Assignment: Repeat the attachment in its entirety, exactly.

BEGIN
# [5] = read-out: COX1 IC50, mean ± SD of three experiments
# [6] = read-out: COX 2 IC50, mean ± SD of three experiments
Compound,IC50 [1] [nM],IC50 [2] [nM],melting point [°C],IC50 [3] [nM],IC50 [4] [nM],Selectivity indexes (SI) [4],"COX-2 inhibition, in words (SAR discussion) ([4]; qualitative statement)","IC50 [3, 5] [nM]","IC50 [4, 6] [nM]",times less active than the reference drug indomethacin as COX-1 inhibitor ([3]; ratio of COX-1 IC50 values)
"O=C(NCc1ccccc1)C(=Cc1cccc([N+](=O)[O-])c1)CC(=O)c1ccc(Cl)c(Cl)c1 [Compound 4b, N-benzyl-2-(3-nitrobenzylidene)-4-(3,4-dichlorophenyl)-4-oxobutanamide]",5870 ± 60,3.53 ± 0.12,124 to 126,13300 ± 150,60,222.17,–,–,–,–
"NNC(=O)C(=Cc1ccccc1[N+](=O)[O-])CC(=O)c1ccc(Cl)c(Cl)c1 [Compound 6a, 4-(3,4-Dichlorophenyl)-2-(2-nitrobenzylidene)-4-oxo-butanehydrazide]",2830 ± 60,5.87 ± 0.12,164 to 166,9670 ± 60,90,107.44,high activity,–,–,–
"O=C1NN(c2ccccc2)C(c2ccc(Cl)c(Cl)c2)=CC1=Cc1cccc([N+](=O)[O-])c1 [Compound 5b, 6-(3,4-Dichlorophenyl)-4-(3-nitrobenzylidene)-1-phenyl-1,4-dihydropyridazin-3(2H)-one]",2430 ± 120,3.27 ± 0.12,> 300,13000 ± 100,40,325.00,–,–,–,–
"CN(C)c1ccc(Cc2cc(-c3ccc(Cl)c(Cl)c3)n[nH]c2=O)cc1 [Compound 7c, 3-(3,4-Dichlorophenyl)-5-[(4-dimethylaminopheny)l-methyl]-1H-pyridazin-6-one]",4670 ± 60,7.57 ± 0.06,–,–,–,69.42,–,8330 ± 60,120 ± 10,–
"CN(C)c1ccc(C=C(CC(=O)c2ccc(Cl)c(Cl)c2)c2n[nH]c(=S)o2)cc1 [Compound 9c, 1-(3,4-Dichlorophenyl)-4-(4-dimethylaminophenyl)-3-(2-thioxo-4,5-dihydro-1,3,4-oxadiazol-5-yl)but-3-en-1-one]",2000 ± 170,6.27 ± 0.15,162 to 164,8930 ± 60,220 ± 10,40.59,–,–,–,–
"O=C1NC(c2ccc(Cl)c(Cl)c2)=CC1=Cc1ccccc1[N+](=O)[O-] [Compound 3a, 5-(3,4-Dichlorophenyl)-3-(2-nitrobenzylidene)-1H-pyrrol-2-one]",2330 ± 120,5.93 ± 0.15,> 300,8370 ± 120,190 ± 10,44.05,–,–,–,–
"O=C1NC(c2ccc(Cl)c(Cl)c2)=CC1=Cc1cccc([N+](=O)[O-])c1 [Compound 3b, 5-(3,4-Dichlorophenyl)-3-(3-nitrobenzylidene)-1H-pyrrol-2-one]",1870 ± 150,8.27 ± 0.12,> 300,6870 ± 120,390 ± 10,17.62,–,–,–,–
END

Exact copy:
# [5] = read-out: COX1 IC50, mean ± SD of three experiments
# [6] = read-out: COX 2 IC50, mean ± SD of three experiments
Compound,IC50 [1] [nM],IC50 [2] [nM],melting point [°C],IC50 [3] [nM],IC50 [4] [nM],Selectivity indexes (SI) [4],"COX-2 inhibition, in words (SAR discussion) ([4]; qualitative statement)","IC50 [3, 5] [nM]","IC50 [4, 6] [nM]",times less active than the reference drug indomethacin as COX-1 inhibitor ([3]; ratio of COX-1 IC50 values)
"O=C(NCc1ccccc1)C(=Cc1cccc([N+](=O)[O-])c1)CC(=O)c1ccc(Cl)c(Cl)c1 [Compound 4b, N-benzyl-2-(3-nitrobenzylidene)-4-(3,4-dichlorophenyl)-4-oxobutanamide]",5870 ± 60,3.53 ± 0.12,124 to 126,13300 ± 150,60,222.17,–,–,–,–
"NNC(=O)C(=Cc1ccccc1[N+](=O)[O-])CC(=O)c1ccc(Cl)c(Cl)c1 [Compound 6a, 4-(3,4-Dichlorophenyl)-2-(2-nitrobenzylidene)-4-oxo-butanehydrazide]",2830 ± 60,5.87 ± 0.12,164 to 166,9670 ± 60,90,107.44,high activity,–,–,–
"O=C1NN(c2ccccc2)C(c2ccc(Cl)c(Cl)c2)=CC1=Cc1cccc([N+](=O)[O-])c1 [Compound 5b, 6-(3,4-Dichlorophenyl)-4-(3-nitrobenzylidene)-1-phenyl-1,4-dihydropyridazin-3(2H)-one]",2430 ± 120,3.27 ± 0.12,> 300,13000 ± 100,40,325.00,–,–,–,–
"CN(C)c1ccc(Cc2cc(-c3ccc(Cl)c(Cl)c3)n[nH]c2=O)cc1 [Compound 7c, 3-(3,4-Dichlorophenyl)-5-[(4-dimethylaminopheny)l-methyl]-1H-pyridazin-6-one]",4670 ± 60,7.57 ± 0.06,–,–,–,69.42,–,8330 ± 60,120 ± 10,–
"CN(C)c1ccc(C=C(CC(=O)c2ccc(Cl)c(Cl)c2)c2n[nH]c(=S)o2)cc1 [Compound 9c, 1-(3,4-Dichlorophenyl)-4-(4-dimethylaminophenyl)-3-(2-thioxo-4,5-dihydro-1,3,4-oxadiazol-5-yl)but-3-en-1-one]",2000 ± 170,6.27 ± 0.15,162 to 164,8930 ± 60,220 ± 10,40.59,–,–,–,–
"O=C1NC(c2ccc(Cl)c(Cl)c2)=CC1=Cc1ccccc1[N+](=O)[O-] [Compound 3a, 5-(3,4-Dichlorophenyl)-3-(2-nitrobenzylidene)-1H-pyrrol-2-one]",2330 ± 120,5.93 ± 0.15,> 300,8370 ± 120,190 ± 10,44.05,–,–,–,–
"O=C1NC(c2ccc(Cl)c(Cl)c2)=CC1=Cc1cccc([N+](=O)[O-])c1 [Compound 3b, 5-(3,4-Dichlorophenyl)-3-(3-nitrobenzylidene)-1H-pyrrol-2-one]",1870 ± 150,8.27 ± 0.12,> 300,6870 ± 120,390 ± 10,17.62,–,–,–,–